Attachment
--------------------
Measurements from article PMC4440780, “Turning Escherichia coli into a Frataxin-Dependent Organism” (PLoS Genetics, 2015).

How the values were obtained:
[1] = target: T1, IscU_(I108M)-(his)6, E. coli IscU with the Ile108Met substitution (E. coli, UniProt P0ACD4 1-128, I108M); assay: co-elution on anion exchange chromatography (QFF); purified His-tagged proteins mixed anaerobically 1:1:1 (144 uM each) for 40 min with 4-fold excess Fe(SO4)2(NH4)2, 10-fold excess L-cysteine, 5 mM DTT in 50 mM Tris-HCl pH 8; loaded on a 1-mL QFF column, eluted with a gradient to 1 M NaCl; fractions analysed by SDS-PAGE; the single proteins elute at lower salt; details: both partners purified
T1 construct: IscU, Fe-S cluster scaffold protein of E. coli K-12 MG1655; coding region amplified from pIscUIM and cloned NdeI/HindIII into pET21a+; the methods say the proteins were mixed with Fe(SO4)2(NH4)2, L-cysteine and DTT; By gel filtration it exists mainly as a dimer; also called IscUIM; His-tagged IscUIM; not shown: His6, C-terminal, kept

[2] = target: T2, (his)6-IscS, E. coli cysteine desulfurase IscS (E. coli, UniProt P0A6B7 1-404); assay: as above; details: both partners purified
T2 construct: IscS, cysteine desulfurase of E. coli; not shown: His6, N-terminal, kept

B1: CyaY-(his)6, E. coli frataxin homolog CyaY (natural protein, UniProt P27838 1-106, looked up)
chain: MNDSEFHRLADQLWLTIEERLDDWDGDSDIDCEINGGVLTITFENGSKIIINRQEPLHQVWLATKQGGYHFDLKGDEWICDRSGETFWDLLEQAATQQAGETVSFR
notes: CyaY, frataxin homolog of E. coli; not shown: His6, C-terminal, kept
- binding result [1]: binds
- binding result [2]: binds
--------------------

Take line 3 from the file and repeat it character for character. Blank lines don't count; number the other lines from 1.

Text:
[1] = target: T1, IscU_(I108M)-(his)6, E. coli IscU with the Ile108Met substitution (E. coli, UniProt P0ACD4 1-128, I108M); assay: co-elution on anion exchange chromatography (QFF); purified His-tagged proteins mixed anaerobically 1:1:1 (144 uM each) for 40 min with 4-fold excess Fe(SO4)2(NH4)2, 10-fold excess L-cysteine, 5 mM DTT in 50 mM Tris-HCl pH 8; loaded on a 1-mL QFF column, eluted with a gradient to 1 M NaCl; fractions analysed by SDS-PAGE; the single proteins elute at lower salt; details: both partners purified